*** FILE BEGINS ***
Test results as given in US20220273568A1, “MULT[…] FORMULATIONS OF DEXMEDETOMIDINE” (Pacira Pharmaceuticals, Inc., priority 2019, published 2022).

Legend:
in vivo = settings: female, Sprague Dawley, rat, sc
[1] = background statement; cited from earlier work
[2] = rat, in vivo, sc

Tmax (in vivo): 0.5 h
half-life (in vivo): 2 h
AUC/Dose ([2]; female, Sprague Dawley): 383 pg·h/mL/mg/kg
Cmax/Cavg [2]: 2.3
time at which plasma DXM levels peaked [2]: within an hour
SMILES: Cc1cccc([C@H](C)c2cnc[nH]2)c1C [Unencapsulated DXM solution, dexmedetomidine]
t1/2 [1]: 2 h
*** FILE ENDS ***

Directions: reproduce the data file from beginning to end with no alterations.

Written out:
Test results as given in US20220273568A1, “MULT[…] FORMULATIONS OF DEXMEDETOMIDINE” (Pacira Pharmaceuticals, Inc., priority 2019, published 2022).

Legend:
in vivo = settings: female, Sprague Dawley, rat, sc
[1] = background statement; cited from earlier work
[2] = rat, in vivo, sc

Tmax (in vivo): 0.5 h
half-life (in vivo): 2 h
AUC/Dose ([2]; female, Sprague Dawley): 383 pg·h/mL/mg/kg
Cmax/Cavg [2]: 2.3
time at which plasma DXM levels peaked [2]: within an hour
SMILES: Cc1cccc([C@H](C)c2cnc[nH]2)c1C [Unencapsulated DXM solution, dexmedetomidine]
t1/2 [1]: 2 h